What You Should Know About Bunnock
I am a writer, a blogger, and a proud mom of three, but perhaps, most interestingly, I am a world champion. I wouldn’t call myself famous, as you will not find my competitive endeavours televised on any major network, nor have I landed any profitable endorsement deals to date. I am sure, however, that any of the good folks living in and around the small town of Macklin, Saskatchewan, would be happy to fill in the blanks of my—our—extraordinary story.
It begins in 1993, when the Chamber of Commerce in this west-central Saskatchewan town put their heads and hands together to conceive of and host the first-ever World Bunnock Championship… but what’s Bunnock? Nobody’s ever heard of Bunnock, you say?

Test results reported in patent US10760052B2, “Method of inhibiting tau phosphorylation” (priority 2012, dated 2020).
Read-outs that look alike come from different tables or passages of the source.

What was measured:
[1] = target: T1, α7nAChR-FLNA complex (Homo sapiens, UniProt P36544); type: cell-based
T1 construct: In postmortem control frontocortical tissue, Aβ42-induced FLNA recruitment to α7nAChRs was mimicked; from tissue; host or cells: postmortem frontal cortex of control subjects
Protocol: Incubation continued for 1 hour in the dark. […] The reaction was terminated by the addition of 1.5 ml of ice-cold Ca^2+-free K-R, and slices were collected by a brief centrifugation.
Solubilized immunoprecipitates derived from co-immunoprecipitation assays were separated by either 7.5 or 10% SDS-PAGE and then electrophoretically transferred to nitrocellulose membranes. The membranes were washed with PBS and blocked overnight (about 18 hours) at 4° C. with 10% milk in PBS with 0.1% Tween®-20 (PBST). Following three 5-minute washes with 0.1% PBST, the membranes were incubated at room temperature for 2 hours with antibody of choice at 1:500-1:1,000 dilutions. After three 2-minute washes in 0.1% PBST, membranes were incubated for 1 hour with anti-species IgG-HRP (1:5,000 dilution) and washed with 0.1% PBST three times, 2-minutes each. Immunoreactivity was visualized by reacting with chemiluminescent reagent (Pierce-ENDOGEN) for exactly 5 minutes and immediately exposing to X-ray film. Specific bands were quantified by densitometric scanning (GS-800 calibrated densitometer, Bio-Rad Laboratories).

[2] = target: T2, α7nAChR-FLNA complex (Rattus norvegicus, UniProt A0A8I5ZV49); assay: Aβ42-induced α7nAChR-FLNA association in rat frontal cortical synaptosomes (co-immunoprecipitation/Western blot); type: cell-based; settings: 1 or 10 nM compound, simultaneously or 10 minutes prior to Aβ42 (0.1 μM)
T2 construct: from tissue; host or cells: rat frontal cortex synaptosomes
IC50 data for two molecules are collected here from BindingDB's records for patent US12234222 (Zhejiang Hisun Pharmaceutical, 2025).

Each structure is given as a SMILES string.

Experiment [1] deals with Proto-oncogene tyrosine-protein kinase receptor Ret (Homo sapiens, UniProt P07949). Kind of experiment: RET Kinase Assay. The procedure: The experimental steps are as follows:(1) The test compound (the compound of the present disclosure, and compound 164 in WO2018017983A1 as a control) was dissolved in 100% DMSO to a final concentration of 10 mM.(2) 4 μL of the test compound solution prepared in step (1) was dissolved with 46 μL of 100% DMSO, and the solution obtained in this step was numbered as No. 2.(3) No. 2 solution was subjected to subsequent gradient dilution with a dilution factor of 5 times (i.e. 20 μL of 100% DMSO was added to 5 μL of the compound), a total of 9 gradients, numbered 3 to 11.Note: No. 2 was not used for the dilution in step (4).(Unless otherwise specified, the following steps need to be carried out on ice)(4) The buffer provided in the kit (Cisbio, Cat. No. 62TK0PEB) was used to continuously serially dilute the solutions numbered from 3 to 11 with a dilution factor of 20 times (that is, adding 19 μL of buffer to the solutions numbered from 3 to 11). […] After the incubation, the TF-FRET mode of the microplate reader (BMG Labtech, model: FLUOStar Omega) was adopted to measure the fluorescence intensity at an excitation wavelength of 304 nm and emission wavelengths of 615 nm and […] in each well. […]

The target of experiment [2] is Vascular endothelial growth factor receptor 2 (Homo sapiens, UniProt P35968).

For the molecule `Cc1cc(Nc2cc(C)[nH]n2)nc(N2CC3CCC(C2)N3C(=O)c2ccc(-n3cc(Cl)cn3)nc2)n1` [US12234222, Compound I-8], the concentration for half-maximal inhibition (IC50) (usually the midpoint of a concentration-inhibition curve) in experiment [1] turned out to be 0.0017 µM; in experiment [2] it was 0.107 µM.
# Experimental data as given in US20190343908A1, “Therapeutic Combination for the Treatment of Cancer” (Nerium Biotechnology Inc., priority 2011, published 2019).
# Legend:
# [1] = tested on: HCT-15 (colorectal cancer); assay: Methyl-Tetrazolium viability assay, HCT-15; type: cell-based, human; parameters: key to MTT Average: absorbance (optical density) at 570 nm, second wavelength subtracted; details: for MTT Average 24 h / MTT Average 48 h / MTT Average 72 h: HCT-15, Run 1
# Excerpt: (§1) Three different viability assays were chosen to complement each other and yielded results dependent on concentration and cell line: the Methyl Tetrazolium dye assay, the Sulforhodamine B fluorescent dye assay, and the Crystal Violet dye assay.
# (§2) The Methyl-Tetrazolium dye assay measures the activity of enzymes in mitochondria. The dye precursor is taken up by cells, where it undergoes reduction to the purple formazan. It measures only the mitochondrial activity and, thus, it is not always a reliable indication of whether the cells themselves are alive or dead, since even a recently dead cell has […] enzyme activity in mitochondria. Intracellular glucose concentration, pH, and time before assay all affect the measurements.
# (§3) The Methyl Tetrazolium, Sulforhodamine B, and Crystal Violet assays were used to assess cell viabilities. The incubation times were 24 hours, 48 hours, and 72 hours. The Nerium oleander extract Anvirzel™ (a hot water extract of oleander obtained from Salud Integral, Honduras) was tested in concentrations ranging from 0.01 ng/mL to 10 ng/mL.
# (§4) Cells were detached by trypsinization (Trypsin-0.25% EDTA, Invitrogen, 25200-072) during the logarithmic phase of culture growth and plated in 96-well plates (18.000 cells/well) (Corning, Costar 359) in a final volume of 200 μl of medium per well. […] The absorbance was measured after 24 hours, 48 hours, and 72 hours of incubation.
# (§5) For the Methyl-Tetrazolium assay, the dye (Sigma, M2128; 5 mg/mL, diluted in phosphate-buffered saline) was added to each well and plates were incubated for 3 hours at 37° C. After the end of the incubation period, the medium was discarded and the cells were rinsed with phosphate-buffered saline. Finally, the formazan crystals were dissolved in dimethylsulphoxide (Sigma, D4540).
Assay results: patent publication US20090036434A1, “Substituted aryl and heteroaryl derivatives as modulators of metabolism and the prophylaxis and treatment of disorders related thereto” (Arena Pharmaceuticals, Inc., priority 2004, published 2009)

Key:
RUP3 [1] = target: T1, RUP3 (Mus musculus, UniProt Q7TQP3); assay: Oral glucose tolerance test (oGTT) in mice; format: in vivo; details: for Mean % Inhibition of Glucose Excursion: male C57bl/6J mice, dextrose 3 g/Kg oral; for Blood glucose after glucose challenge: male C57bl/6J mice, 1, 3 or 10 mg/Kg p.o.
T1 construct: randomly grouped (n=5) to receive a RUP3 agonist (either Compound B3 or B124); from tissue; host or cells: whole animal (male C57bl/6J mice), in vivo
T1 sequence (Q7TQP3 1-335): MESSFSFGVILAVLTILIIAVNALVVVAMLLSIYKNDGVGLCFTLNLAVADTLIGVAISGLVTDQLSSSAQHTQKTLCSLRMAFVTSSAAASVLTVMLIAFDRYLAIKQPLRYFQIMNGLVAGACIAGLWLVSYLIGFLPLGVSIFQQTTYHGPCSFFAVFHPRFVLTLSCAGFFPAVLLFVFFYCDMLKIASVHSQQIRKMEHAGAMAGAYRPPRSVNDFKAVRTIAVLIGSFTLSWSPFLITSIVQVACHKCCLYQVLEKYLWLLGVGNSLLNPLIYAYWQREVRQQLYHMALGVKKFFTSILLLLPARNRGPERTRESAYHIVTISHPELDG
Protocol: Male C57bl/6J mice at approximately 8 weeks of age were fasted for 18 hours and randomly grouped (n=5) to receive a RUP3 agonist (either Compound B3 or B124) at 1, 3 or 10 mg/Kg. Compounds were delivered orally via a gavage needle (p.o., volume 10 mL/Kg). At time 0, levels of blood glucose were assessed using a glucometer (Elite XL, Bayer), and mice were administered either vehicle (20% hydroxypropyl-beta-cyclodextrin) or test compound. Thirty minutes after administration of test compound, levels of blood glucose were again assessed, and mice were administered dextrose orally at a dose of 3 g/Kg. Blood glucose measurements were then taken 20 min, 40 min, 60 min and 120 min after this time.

Well, the more than 360 teams slated to play in this year’s championship tournament during the long weekend in August would beg to differ. Any one of these people will tell you that Bunnock is a proud and long-standing tradition in the town of Macklin. They will explain that Bunnock is a game, comparable to horseshoes, in which opposing teams compete to knock over each other’s line of horse-ankle bones, spaced ten metres apart, by lobbing—you guessed it—more horse-ankle bones at them! And if you ask why, they will tell you the story of the 19th-century German-Russian ancestors of the pioneer folk of Macklin who, to pass the time on the frozen Siberian landscape, took to throwing about horse-ankle bones. This informal game was handed down to subsequent generations and eventually found a new home as a real-deal world championship competition in Macklin. They might also share with you some of the names of Bunnock legends, such as Mel Gartner, Chelsey Doetzel or Troy Baier who manage to dominate the tournament year after year. And maybe, just maybe, they will share a fleeting memory of my team—the youngest ever to win the tournament, joining their ranks as World Bunnock Champions in 2001.